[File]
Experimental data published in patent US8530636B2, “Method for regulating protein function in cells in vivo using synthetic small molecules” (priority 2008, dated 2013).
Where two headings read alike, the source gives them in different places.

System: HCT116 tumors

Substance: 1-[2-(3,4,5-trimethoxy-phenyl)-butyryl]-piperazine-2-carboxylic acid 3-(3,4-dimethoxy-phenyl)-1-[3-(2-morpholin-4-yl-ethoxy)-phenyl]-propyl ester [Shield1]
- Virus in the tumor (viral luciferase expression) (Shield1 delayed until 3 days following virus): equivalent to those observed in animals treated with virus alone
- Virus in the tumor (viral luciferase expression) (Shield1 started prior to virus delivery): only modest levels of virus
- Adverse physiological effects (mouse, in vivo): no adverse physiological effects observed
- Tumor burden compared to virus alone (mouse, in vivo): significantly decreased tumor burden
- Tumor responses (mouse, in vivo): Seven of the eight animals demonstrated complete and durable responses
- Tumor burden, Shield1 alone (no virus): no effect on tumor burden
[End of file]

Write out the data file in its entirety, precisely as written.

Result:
Experimental data published in patent US8530636B2, “Method for regulating protein function in cells in vivo using synthetic small molecules” (priority 2008, dated 2013).
Where two headings read alike, the source gives them in different places.

System: HCT116 tumors

Substance: 1-[2-(3,4,5-trimethoxy-phenyl)-butyryl]-piperazine-2-carboxylic acid 3-(3,4-dimethoxy-phenyl)-1-[3-(2-morpholin-4-yl-ethoxy)-phenyl]-propyl ester [Shield1]
- Virus in the tumor (viral luciferase expression) (Shield1 delayed until 3 days following virus): equivalent to those observed in animals treated with virus alone
- Virus in the tumor (viral luciferase expression) (Shield1 started prior to virus delivery): only modest levels of virus
- Adverse physiological effects (mouse, in vivo): no adverse physiological effects observed
- Tumor burden compared to virus alone (mouse, in vivo): significantly decreased tumor burden
- Tumor responses (mouse, in vivo): Seven of the eight animals demonstrated complete and durable responses
- Tumor burden, Shield1 alone (no virus): no effect on tumor burden